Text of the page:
The Los Angeles Lakers have not been great in transition this season.
For any fan, analyst, or front office executive, this NBA season will pose a unique evaluative challenge. How do you factor in the psychological effects of players playing in cavernous stadiums or of being confined to their hotel rooms on the road? How will COVID protocols impact teams and players already playing a compressed schedule?
For the Los Angeles Lakers, knowing that the Lakers understandably have not gone full throttle yet makes evaluating their season all the more difficult. In their past few games, it seemed as if some players were treating each game as a 36-minute fitness session and a 12-minute game of real basketball.
However, that does not mean there is nothing we can glean from these games. Vogel is still trying to institute a playstyle and a philosophy that he believes will set the course for another championship. As evinced by Anthony Davis’ frustration following the loss to the Spurs in his post-game press conference, players are not so keen to treat this season as a 72-game long preseason.
And while comparing this season from the last, one stat particularly jumps out. Last season, the Lakers were lethal in transition. Every game, Anthony Davis seemed to get a couple of easy buckets from long outlet passes by LeBron James or Rajon Rondo. They used their length and athleticism to swarm offenses, generate steals and blocks, and ran.
This season, they are running almost as frequently but less effectively. Last season, the Lakers were in transition on 16.1% of their possessions per Cleaning the Glass (all other stats referenced in this article are also provided by Cleaning the Glass). This season, that number is down to 15.2%, a drop but not a significant one.
The significant drop comes in how efficient the Lakers have been on those transition opportunities. Cleaning the Glass measures a team’s efficiency in transition by measuring a team’s scores per 100 transition plays. Last season, the Lakers were second in the league, scoring 129.8 points per 100 plays. This season, they are 26th, only registering 113 points per 100 plays.
So, why are the Lakers struggling to score in transition?
One possible reason might be that they are not generating as many steals. Last season, 61.9% of their transition opportunities came off steals. This season, only 48.2% of their transition opportunities are generated off of live-ball turnovers.
Teams across the board are generally more efficient in transition when they are running after steals than off of live rebounds, perhaps because it is easier to generate a numbers advantage.
Roster turnover explains some of the drop-off in transition opportunities off of steals. As much criticism as Danny Green received for his hot-and-cold shooting, he was an elite defender with a 2.1 steal percentage — a mark that placed him in the 93rd percentile among all wings.
For comparison, Wesley Matthews only has a steal percentage of 0.8 this season, meaning he has only gotten 0.8 steals for every 100 defensive possessions.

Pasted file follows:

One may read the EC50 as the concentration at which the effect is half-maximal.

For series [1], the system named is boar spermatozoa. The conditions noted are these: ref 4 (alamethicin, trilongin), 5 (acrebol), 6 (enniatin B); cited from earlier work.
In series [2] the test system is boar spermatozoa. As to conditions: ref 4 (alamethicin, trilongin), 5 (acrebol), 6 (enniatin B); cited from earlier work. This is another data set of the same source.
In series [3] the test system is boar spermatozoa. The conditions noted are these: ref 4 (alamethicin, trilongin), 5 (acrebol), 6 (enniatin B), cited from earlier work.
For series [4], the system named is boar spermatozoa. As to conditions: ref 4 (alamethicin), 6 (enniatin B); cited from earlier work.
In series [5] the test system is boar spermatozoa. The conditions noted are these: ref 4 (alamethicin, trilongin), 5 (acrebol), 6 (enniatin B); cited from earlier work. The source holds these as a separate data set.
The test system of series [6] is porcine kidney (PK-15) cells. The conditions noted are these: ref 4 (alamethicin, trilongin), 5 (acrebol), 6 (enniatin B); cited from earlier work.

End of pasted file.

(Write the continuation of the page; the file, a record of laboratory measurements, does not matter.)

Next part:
There might also be other contributing factors. It should also be noted that Alex Caruso, who also has a knack for generating steals, has only played in half of their games thus far. Moreover, the team does not seem as engaged this season defensively as they were last season, a point that Anthony Davis hammered in his press conference after the Spurs loss.
Speaking of roster turnover, their decision to replace Rajon Rondo with Dennis Schröder might also be having a knock-on effect on their transition offense. Schröder’s scoring ability might have added a newfound dynamism to the Lakers’ offense, but he is not the playmaker that Rondo is.
Rondo could launch the full-court moonball to Anthony Davis in a LeBron-esque fashion. Schröder cannot, and even once nearly broke Davis’ back trying to do so. Rondo’s basketball acumen shined through when he could exploit the gaps widened by a compromised defense in transition.
Vogel has expressed hope that they can weaponize Schröder’s speed in transition like he weaponized Rondo’s strength as a playmaker. So far, Vogel’s vision has yet to materialize on the court.
Finally, and perhaps most importantly, teams seemed to have keyed into the Lakers’ desire to push the pace. The Lakers have done a very good job of preventing teams from getting offensive rebounds. For the season, opponents have only rebounded 22.1% of their missed shots, making the Lakers the third-best defensive rebounding team this season.
And while such a stat might denote their strength on the defensive glass, it might also suggest that teams are forsaking offensive rebounds for protecting themselves against transition opportunities. More players crash the offensive glass, the easier it is for the Lakers to push the pace against an unsettled defense.
The Lakers have strived to keep their offensive identity from last season, built upon pushing the pace in transition, intact. However, even though they are running the ball in transition as nearly as often as they did last season, they have failed to capitalize on those opportunities as efficiently as they did before.
Perhaps their numbers in transition will improve as the season progresses, and this article will become archaic. Both Anthony Davis and LeBron James seem to be pacing themselves, and as important as the likes of Green and Rondo contributed to the Lakers’ success in transition, Davis and James were the main characters.
But for now, it is something to keep an eye on in a season that otherwise is going smoothly or the Lakers.